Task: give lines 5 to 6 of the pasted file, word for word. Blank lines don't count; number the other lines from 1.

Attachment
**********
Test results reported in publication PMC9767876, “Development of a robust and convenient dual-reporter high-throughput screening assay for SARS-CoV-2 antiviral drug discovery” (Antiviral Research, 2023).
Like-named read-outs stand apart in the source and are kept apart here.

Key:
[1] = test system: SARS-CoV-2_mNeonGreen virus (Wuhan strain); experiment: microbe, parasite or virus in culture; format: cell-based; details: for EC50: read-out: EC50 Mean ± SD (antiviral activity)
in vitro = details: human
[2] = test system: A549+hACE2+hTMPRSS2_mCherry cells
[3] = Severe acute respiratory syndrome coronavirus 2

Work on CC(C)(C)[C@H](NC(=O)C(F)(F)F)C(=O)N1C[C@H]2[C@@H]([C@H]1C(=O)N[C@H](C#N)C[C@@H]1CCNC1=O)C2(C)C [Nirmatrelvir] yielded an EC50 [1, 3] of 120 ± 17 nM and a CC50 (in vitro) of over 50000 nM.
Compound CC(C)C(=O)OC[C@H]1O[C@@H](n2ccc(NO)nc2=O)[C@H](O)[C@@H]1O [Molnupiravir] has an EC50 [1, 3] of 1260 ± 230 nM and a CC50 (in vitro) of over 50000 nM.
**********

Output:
in vitro = details: human
[2] = test system: A549+hACE2+hTMPRSS2_mCherry cells